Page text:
“‘Did my mother send you to me?’ said the voice.

“He looked down. Close beside him stood the child, gazing earnestly up into his face through the twilight from the window.

“‘Where does your mother live?’ asked Herbert.

“‘All out there,’ the child answered, pointing to the window.

“While he was thinking what she could mean, she continued:

“‘Mother is angry to-night; but when the sun comes out, and those nasty clouds are driven away, she will laugh again. Mother does not like black clouds and fogs; they spoil her house.’

“Still perplexed as to the child’s meaning, Herbert asked,

“‘Does your mother love you?’

“‘Yes, except when she is angry. She does not love me to-night; but to-morrow, perhaps, she will be all over laughs to me; and that makes me run to her; and she will smile to me all day, till night comes and she goes to sleep, and leaves me alone; for I hear her sleeping, but I cannot go to sleep with her.'”

Here the curate interrupted his reading to remark, that he feared he had spoiled the pathos of the child’s words, by translating them into English; but that they must gain more, for the occasion, by being made intelligible to his audience, than they could lose by the change from their original form.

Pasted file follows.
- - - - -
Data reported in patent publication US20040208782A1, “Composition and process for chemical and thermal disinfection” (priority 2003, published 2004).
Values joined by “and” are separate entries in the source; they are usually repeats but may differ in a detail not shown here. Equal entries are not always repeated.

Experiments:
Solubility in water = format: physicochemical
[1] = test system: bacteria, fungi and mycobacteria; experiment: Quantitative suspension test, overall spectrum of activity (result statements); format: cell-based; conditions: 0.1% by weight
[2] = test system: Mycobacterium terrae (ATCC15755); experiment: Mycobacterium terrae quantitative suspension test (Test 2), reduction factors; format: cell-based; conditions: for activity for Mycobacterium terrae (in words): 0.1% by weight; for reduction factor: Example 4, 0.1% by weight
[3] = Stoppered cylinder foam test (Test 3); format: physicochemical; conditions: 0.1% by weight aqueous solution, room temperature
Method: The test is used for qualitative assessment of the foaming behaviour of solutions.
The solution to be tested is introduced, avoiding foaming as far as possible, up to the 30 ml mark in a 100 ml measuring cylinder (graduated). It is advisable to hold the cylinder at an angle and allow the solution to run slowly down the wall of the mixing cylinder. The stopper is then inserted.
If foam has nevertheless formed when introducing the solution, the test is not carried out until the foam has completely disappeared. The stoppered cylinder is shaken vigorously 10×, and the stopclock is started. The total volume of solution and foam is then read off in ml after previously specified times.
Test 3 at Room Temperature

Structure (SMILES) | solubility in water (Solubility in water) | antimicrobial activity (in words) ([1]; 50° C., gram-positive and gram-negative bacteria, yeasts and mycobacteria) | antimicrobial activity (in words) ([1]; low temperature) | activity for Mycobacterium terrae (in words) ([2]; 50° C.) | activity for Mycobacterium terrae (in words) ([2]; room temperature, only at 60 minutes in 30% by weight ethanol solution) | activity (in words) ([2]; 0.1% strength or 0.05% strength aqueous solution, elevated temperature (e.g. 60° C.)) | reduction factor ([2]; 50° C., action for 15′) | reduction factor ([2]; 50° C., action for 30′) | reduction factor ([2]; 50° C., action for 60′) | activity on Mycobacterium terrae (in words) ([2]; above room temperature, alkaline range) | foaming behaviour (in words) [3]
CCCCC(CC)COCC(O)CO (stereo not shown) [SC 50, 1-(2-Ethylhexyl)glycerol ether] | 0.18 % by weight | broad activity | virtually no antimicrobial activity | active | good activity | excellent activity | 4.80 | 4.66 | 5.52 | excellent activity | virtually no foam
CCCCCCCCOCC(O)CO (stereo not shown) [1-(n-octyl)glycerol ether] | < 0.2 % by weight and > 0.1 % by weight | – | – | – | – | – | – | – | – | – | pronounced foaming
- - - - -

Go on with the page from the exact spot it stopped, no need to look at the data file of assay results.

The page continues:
“Herbert’s sympathies had by this time made him suspect that the child must be talking of the sea, which somehow she had come to regard as her mother. He asked,

“‘Where does your father live, then?’

“‘I have not any father,’ she answered. ‘I had one, but mother took him.’

“Several other questions Herbert put; but still the child’s notions ran in the same channel. They were wild notions, but uttered with confidence as if they were the most ordinary facts. It seemed that whatever her imagination suggested, bore to her the impress of self-evident truth; and that she knew no higher reality.

“By this time it was almost dark.

“‘I must go home,’ said Herbert.

“‘I will go with you,’ responded the girl.

“She ran along beside him, but in the discursive manner natural to her; till, coming to one of the paths descending towards the shore, she darted down, without saying good-night even.